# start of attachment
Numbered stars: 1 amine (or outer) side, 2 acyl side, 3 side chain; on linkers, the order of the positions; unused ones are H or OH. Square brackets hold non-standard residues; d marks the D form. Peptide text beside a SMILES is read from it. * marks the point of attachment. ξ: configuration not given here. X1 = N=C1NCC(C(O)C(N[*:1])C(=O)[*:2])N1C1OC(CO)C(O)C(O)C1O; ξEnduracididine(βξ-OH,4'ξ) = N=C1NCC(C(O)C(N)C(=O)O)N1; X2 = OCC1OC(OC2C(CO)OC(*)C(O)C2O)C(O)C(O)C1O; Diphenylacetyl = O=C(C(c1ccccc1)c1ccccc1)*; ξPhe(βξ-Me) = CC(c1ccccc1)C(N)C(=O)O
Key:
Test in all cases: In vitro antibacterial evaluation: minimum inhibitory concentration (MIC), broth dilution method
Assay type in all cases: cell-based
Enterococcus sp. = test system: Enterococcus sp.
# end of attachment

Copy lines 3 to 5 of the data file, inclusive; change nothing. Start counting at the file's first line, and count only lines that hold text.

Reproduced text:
Test in all cases: In vitro antibacterial evaluation: minimum inhibitory concentration (MIC), broth dilution method
Assay type in all cases: cell-based
Enterococcus sp. = test system: Enterococcus sp.